5.0 out of 5 starsVerified Purchase
Perfect title for an amazing book
Reviewed in the United States on March 29, 2018
This book is perfect for people who have been curious about meditation , but, like the author, have an allergy to all things woo-woo and New Age-y. This book is approachable, it''s real, it''s common sense, and it gives you immediate access to trying these techniques and... See more
This book is perfect for people who have been curious about meditation , but, like the author, have an allergy to all things woo-woo and New Age-y. This book is approachable, it''s real, it''s common sense, and it gives you immediate access to trying these techniques and incorporating then into your life. I heartily recommend this book for anyone who wants to see if meditation can give them a little more peace, freedom, and calm in their life.
12 people found this helpful
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In the AmaZone
5.0 out of 5 starsVine Customer Review of Free Product
A great book for new or experienced meditators.
Reviewed in the United States on November 25, 2017
As a fidgety, former skeptic of meditation, I found this to be a very easy to read introduction to meditation, that takes a very straight forward approach to getting someone to meditate. It took me years to get into meditation, then with a different approach and... See more
As a fidgety, former skeptic of meditation, I found this to be a very easy to read introduction to meditation, that takes a very straight forward approach to getting someone to meditate. It took me years to get into meditation, then with a different approach and perspective change, all of a sudden everything clicked for me. I am a believer now already, but I still look for different perspectives for myself and to help introduce others into mindful meditation, because it really does work. I appreciate Dan''s approach in this book, because I am fidgety and I was a skeptic. I wish I read this a decade ago or even more. It would have helped me so much at the time. This is definitely worth picking up for people who have trouble "getting it" or if you find your self "too busy" or too mentally active to get into meditation. Good for new and experienced alike.

I have read about Dan Harris before, and knew a bit of his background and journey into dealing with anxiety issues, which combined with my interest in meditation led me to pick up this book. I am glad I did. I will be picking up Dan''s 10% Happier book as well, based on my like for this book.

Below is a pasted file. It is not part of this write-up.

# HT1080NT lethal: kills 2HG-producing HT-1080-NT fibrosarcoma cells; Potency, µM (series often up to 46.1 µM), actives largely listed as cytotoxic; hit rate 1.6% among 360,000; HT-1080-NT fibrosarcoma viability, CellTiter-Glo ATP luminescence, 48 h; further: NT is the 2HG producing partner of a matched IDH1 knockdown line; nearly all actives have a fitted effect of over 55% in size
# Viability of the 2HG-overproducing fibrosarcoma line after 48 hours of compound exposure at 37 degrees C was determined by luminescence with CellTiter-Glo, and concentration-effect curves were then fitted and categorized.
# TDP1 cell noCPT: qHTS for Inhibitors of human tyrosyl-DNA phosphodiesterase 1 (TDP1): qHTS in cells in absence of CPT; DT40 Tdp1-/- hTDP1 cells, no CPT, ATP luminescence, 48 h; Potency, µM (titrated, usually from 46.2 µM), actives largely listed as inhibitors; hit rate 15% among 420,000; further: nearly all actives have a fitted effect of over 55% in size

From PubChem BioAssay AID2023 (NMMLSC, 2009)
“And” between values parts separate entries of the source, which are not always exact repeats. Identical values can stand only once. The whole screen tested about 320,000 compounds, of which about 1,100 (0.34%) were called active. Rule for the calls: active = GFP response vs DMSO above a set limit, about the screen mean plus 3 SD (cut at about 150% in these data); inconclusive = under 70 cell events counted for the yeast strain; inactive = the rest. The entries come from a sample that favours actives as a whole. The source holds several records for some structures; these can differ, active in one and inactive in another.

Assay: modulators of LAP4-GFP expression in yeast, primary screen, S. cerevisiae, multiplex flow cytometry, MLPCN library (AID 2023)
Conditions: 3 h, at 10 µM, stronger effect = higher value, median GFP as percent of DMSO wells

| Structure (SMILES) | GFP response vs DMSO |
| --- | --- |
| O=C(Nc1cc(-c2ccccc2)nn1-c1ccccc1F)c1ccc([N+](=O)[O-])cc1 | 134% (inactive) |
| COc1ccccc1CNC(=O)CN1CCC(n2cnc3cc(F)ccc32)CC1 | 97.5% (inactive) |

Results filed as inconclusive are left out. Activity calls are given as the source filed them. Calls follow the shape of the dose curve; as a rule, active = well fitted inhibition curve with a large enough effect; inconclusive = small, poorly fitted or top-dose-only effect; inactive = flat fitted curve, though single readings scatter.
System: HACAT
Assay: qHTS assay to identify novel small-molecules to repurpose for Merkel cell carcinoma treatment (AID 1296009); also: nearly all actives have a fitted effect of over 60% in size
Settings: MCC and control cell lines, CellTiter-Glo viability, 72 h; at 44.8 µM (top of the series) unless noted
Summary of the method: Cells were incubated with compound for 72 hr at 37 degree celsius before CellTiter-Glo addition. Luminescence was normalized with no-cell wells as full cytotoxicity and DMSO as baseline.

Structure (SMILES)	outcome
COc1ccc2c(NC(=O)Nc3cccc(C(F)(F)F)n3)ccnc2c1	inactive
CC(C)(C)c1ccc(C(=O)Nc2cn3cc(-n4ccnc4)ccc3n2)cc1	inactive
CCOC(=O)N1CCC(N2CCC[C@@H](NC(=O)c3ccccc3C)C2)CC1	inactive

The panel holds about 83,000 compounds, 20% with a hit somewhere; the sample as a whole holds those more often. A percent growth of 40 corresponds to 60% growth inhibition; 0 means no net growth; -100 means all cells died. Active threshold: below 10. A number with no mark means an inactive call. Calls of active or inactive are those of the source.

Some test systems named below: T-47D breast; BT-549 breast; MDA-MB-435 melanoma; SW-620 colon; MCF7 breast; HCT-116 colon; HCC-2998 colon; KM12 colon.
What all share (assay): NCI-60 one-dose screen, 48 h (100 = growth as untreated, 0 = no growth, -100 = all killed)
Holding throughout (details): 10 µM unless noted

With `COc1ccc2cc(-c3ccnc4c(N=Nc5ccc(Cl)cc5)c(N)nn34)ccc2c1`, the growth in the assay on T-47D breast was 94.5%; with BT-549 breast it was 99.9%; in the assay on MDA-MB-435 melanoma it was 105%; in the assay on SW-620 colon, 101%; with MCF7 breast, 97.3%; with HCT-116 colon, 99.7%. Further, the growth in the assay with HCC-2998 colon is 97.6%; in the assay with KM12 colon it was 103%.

176 people found this helpful
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edsetiadi
5.0 out of 5 starsVerified Purchase
Teaching meditation in a fun way
Reviewed in the United States on July 22, 2021
If you’re a subscriber to the 10 Percent app then the title of this book, “Meditation for Fidgety Skeptics”, shouldn’t be unfamiliar for you. It is similar with that fun course in the app, “Meditation for Skeptics”, where Dan Harris and Jeff Warren drive around America on a... See more
If you’re a subscriber to the 10 Percent app then the title of this book, “Meditation for Fidgety Skeptics”, shouldn’t be unfamiliar for you. It is similar with that fun course in the app, “Meditation for Skeptics”, where Dan Harris and Jeff Warren drive around America on a huge bus to teach meditation to various types of people or groups of people.

And that is exactly what this book is about, the extended analysis and diary for that particular journey across the country. It has all the similar level of fun narrative, jokes, and meaningful lessons that the course provide us. It also has the transcript of all the guided meditations for that course, complete with the hilarious commentaries.

Moreover, while Dan Harris’ first book, 10% Happier, was more about his journey from TV meltdown to searching for meaning to discovery of meditation (and meeting all the wonderful teachers along the way that become the teachers in the Ten Percent app), this 2nd book is also about the technicalities of meditation, that are detailed enough to teach us everything we need to know to start meditating like the pros, but clear and concise enough that it doesn’t dwell too much on the nonsense.

You may say, the book is perfect for anyone skeptical on this whole meditation mumbo jumbo, but curious enough to want to give it a good try. Always a good fun with these guys.
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Top reviews from other countries

Anna Banana
5.0 out of 5 starsVerified Purchase
Amazing!
Reviewed in the United Kingdom on April 1, 2018
Best book on meditation. Easy to follow and an enjoyable read
One person found this helpful
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Lesley Hall
5.0 out of 5 starsVerified Purchase
Superb
Reviewed in the United Kingdom on July 8, 2019
Superb
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Jonathon Blakeley
5.0 out of 5 starsVerified Purchase
Saved my life
Reviewed in the United Kingdom on January 25, 2019
Meditate every day for 10 mins, then build form there.
One person found this helpful
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Dorothy Lawrie
3.0 out of 5 starsVerified Purchase
Very American view point
Reviewed in the United Kingdom on August 11, 2018
Practical advice
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Jim S.
5.0 out of 5 starsVerified Purchase
I very much liked the book
Reviewed in Canada on June 14, 2018
I very much liked the book. Update: I originally took a point off because I couldn''t access the meditations that were free with purchase of the book on the 10% Happier App. Customer Service fixed this - the apps are free with purchase of the book. And I can happily raise my...See more
I very much liked the book. Update: I originally took a point off because I couldn''t access the meditations that were free with purchase of the book on the 10% Happier App. Customer Service fixed this - the apps are free with purchase of the book. And I can happily raise my rating from 4 stars to a full 5 stars.